mod_log_sql 2.0 Documentation

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Preparing MySQL for logging

You have to prepare the database to receive data from mod_log_sql , and set up run-time directives in httpd.conf to control how and what mod_log_sql logs.

This section will discuss how to get started with a basic configuration. Full documentation of all available run-time directives is available in section Configuration Directive Reference .

  1. mod_log_sql can make its own tables on-the-fly, or you can pre-make the tables by hand. The advantage of letting the module make the tables is ease-of-use, but for raw performance you will want to pre-make the tables in order to save some overhead. In this basic setup we'll just let the module create tables for us.

  2. We still need to have a logging database created and ready, so run the MySQL command line client and create a database:

    # mysql -uadmin -p
    Enter password:
    mysql> create database apachelogs;
  3. If you want to hand-create the tables, run the enclosed 'create-tables' SQL script as follows ("create_tables.sql" needs to be in your current working directory).

    mysql> use apachelogs
    Database changed
    mysql> source create_tables.sql
  4. Create a specific MySQL userid that httpd will use to authenticate and enter data. This userid need not be an actual Unix user. It is a userid internal to MySQL with specific privileges. In the following example command, "apachelogs" is the database, "loguser" is the userid to create, "" is the name of the Apache machine, and "l0gger" is the password to assign. Choose values that are different from these examples.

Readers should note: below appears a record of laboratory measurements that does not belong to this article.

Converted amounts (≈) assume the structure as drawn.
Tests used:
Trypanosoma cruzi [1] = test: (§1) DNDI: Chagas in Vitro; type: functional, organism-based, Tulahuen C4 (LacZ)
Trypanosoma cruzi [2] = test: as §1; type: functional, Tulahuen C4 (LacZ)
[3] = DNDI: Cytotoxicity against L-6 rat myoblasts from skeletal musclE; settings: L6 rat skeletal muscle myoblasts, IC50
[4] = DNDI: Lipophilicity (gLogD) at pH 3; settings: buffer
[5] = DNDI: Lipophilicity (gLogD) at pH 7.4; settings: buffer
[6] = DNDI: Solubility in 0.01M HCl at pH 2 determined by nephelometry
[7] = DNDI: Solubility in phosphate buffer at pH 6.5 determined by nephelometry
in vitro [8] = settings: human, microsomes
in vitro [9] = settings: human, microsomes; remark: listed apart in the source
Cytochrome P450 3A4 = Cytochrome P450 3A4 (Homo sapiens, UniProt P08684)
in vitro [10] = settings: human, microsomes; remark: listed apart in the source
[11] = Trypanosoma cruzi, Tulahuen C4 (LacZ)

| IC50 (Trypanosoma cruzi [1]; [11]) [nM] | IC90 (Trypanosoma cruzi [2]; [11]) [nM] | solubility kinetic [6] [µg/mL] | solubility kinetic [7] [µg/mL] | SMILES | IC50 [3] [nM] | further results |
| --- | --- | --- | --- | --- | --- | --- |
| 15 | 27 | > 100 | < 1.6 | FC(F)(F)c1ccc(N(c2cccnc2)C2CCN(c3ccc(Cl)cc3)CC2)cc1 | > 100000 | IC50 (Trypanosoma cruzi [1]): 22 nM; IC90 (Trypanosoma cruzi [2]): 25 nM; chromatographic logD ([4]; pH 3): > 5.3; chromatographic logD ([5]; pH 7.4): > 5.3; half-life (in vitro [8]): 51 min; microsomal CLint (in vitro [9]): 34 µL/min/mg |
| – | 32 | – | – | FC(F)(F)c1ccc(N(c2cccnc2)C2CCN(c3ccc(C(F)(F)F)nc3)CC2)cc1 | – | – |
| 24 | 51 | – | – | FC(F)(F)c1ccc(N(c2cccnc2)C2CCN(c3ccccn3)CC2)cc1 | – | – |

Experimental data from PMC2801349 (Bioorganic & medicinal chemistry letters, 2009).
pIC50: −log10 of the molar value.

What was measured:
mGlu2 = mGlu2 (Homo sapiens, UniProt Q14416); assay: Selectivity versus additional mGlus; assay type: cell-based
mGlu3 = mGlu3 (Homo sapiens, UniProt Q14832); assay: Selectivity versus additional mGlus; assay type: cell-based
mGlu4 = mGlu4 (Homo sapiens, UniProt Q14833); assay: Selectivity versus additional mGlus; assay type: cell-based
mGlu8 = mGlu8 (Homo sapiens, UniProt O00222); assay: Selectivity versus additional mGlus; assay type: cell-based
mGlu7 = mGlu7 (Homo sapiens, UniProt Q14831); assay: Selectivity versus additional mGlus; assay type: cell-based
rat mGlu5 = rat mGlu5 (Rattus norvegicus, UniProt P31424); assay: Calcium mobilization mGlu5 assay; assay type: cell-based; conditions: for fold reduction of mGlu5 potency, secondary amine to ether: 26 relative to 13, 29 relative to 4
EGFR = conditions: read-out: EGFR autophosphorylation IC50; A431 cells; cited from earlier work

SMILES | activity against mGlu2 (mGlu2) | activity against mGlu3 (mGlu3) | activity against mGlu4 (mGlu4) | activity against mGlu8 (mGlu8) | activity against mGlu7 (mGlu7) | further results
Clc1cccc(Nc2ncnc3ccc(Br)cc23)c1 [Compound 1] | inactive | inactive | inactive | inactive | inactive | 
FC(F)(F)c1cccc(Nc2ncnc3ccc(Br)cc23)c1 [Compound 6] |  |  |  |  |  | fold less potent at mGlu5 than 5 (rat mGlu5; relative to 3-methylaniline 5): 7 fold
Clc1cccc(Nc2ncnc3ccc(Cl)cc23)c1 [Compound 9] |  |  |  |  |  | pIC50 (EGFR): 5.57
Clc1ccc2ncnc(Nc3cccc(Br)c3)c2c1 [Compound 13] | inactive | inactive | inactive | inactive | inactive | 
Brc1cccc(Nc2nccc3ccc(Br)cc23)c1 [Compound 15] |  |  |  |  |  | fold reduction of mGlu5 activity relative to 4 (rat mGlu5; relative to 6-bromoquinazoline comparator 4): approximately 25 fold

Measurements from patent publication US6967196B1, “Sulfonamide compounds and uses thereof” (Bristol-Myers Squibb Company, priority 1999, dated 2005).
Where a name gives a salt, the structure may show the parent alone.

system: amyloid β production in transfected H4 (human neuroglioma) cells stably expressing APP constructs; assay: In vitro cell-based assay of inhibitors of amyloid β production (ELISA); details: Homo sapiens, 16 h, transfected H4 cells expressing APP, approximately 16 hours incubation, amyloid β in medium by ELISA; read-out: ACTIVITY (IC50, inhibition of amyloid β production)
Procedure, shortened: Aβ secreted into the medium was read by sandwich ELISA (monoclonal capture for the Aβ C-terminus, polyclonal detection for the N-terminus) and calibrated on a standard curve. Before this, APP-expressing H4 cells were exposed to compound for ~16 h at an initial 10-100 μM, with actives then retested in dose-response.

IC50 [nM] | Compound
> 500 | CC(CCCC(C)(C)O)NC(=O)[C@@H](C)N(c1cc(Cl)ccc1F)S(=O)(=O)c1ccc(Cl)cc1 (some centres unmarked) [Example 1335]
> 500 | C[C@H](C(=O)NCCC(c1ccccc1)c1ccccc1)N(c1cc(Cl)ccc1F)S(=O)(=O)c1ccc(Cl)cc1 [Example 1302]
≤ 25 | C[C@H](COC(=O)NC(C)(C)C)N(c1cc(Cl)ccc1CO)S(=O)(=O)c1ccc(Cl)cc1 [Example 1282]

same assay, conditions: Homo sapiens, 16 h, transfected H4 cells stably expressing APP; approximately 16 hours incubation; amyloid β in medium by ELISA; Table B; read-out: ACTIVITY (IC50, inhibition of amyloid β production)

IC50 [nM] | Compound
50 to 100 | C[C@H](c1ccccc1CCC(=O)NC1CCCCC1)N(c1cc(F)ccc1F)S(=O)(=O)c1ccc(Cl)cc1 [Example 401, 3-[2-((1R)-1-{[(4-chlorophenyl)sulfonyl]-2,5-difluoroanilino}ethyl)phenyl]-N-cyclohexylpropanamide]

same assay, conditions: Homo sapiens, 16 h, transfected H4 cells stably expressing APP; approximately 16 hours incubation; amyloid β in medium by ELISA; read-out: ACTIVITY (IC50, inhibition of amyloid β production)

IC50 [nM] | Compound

mysql> grant insert,create on apachelogs.* to identified by 'l0gger';
  5. You may be especially security-paranoid and want "loguser" to not have "create" capability within the "apachelogs" database. You can disable that privilege, but the cost is that you will not be able to use the module's on-the-fly table creation feature. If that cost is acceptable, hand-create the tables as described in step and use the following GRANT statement instead of the one above:

    mysql> grant insert on apachelogs.* to identified by 'l0gger';
  6. Enable full logging of your MySQL daemon (at least temporarily for debugging purposes) if you don't do this already. Edit /etc/my.cnf and add the following line to your [mysqld] section:


    Then restart MySQL

    # /etc/rc.d/init.d/mysql restart